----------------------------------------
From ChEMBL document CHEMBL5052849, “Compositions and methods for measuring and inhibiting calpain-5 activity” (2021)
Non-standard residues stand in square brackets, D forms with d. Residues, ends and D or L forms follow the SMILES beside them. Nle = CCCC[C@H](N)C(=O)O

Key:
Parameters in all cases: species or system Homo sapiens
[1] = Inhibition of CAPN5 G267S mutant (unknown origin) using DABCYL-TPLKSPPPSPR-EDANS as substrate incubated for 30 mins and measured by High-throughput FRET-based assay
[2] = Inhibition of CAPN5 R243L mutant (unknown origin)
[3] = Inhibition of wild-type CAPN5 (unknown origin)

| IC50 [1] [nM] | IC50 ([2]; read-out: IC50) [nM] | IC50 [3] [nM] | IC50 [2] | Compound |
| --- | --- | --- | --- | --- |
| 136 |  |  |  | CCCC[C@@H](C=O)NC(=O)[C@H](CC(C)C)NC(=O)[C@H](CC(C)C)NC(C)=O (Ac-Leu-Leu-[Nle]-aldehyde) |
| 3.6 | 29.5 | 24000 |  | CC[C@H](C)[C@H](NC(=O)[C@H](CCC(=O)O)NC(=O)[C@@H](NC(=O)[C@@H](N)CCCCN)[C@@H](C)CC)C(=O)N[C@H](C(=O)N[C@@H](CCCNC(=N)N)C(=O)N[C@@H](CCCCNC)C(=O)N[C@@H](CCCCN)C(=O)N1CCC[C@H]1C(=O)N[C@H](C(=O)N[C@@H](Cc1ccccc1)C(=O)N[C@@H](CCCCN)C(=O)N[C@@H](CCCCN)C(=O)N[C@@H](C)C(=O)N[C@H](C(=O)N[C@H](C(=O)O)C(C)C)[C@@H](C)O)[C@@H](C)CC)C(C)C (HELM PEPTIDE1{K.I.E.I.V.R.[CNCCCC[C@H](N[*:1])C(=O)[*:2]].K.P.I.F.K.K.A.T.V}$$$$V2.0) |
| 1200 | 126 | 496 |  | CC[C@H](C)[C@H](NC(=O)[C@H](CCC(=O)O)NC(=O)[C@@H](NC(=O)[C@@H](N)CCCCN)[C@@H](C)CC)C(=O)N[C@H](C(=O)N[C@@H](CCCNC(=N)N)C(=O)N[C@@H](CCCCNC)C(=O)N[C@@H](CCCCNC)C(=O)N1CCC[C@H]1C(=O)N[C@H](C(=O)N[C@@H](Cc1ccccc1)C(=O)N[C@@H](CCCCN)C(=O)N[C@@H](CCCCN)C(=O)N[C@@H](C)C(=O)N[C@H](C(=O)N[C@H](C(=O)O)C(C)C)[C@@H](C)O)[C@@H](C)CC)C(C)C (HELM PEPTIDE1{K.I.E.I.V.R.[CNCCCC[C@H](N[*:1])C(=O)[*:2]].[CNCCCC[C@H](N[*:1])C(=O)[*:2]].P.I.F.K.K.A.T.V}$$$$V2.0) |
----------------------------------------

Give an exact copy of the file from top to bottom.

From ChEMBL document CHEMBL5052849, “Compositions and methods for measuring and inhibiting calpain-5 activity” (2021)
Non-standard residues stand in square brackets, D forms with d. Residues, ends and D or L forms follow the SMILES beside them. Nle = CCCC[C@H](N)C(=O)O

Key:
Parameters in all cases: species or system Homo sapiens
[1] = Inhibition of CAPN5 G267S mutant (unknown origin) using DABCYL-TPLKSPPPSPR-EDANS as substrate incubated for 30 mins and measured by High-throughput FRET-based assay
[2] = Inhibition of CAPN5 R243L mutant (unknown origin)
[3] = Inhibition of wild-type CAPN5 (unknown origin)

| IC50 [1] [nM] | IC50 ([2]; read-out: IC50) [nM] | IC50 [3] [nM] | IC50 [2] | Compound |
| --- | --- | --- | --- | --- |
| 136 |  |  |  | CCCC[C@@H](C=O)NC(=O)[C@H](CC(C)C)NC(=O)[C@H](CC(C)C)NC(C)=O (Ac-Leu-Leu-[Nle]-aldehyde) |
| 3.6 | 29.5 | 24000 |  | CC[C@H](C)[C@H](NC(=O)[C@H](CCC(=O)O)NC(=O)[C@@H](NC(=O)[C@@H](N)CCCCN)[C@@H](C)CC)C(=O)N[C@H](C(=O)N[C@@H](CCCNC(=N)N)C(=O)N[C@@H](CCCCNC)C(=O)N[C@@H](CCCCN)C(=O)N1CCC[C@H]1C(=O)N[C@H](C(=O)N[C@@H](Cc1ccccc1)C(=O)N[C@@H](CCCCN)C(=O)N[C@@H](CCCCN)C(=O)N[C@@H](C)C(=O)N[C@H](C(=O)N[C@H](C(=O)O)C(C)C)[C@@H](C)O)[C@@H](C)CC)C(C)C (HELM PEPTIDE1{K.I.E.I.V.R.[CNCCCC[C@H](N[*:1])C(=O)[*:2]].K.P.I.F.K.K.A.T.V}$$$$V2.0) |
| 1200 | 126 | 496 |  | CC[C@H](C)[C@H](NC(=O)[C@H](CCC(=O)O)NC(=O)[C@@H](NC(=O)[C@@H](N)CCCCN)[C@@H](C)CC)C(=O)N[C@H](C(=O)N[C@@H](CCCNC(=N)N)C(=O)N[C@@H](CCCCNC)C(=O)N[C@@H](CCCCNC)C(=O)N1CCC[C@H]1C(=O)N[C@H](C(=O)N[C@@H](Cc1ccccc1)C(=O)N[C@@H](CCCCN)C(=O)N[C@@H](CCCCN)C(=O)N[C@@H](C)C(=O)N[C@H](C(=O)N[C@H](C(=O)O)C(C)C)[C@@H](C)O)[C@@H](C)CC)C(C)C (HELM PEPTIDE1{K.I.E.I.V.R.[CNCCCC[C@H](N[*:1])C(=O)[*:2]].[CNCCCC[C@H](N[*:1])C(=O)[*:2]].P.I.F.K.K.A.T.V}$$$$V2.0) |